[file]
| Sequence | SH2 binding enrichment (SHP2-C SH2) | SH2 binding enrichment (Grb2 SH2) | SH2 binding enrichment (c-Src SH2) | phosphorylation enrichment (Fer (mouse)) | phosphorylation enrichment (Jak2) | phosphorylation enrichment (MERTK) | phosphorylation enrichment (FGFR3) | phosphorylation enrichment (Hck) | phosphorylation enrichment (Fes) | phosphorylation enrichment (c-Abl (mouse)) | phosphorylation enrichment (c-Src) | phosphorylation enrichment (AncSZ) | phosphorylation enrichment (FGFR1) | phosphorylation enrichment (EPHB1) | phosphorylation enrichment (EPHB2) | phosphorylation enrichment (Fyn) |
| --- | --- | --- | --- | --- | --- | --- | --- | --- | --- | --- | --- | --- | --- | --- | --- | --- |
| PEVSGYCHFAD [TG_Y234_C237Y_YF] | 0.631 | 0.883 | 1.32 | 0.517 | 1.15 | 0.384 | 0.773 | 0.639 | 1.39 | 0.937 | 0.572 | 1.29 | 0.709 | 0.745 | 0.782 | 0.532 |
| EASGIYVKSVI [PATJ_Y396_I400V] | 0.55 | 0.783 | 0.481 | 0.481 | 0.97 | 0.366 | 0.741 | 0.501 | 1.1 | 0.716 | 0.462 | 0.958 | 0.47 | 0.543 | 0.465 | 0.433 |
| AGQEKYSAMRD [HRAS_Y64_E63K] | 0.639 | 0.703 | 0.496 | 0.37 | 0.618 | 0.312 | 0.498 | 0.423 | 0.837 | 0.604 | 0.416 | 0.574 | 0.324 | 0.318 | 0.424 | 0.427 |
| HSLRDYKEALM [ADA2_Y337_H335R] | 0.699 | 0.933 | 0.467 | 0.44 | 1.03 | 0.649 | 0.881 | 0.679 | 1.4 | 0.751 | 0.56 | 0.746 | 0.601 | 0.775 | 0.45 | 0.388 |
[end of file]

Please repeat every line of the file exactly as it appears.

| Sequence | SH2 binding enrichment (SHP2-C SH2) | SH2 binding enrichment (Grb2 SH2) | SH2 binding enrichment (c-Src SH2) | phosphorylation enrichment (Fer (mouse)) | phosphorylation enrichment (Jak2) | phosphorylation enrichment (MERTK) | phosphorylation enrichment (FGFR3) | phosphorylation enrichment (Hck) | phosphorylation enrichment (Fes) | phosphorylation enrichment (c-Abl (mouse)) | phosphorylation enrichment (c-Src) | phosphorylation enrichment (AncSZ) | phosphorylation enrichment (FGFR1) | phosphorylation enrichment (EPHB1) | phosphorylation enrichment (EPHB2) | phosphorylation enrichment (Fyn) |
| --- | --- | --- | --- | --- | --- | --- | --- | --- | --- | --- | --- | --- | --- | --- | --- | --- |
| PEVSGYCHFAD [TG_Y234_C237Y_YF] | 0.631 | 0.883 | 1.32 | 0.517 | 1.15 | 0.384 | 0.773 | 0.639 | 1.39 | 0.937 | 0.572 | 1.29 | 0.709 | 0.745 | 0.782 | 0.532 |
| EASGIYVKSVI [PATJ_Y396_I400V] | 0.55 | 0.783 | 0.481 | 0.481 | 0.97 | 0.366 | 0.741 | 0.501 | 1.1 | 0.716 | 0.462 | 0.958 | 0.47 | 0.543 | 0.465 | 0.433 |
| AGQEKYSAMRD [HRAS_Y64_E63K] | 0.639 | 0.703 | 0.496 | 0.37 | 0.618 | 0.312 | 0.498 | 0.423 | 0.837 | 0.604 | 0.416 | 0.574 | 0.324 | 0.318 | 0.424 | 0.427 |
| HSLRDYKEALM [ADA2_Y337_H335R] | 0.699 | 0.933 | 0.467 | 0.44 | 1.03 | 0.649 | 0.881 | 0.679 | 1.4 | 0.751 | 0.56 | 0.746 | 0.601 | 0.775 | 0.45 | 0.388 |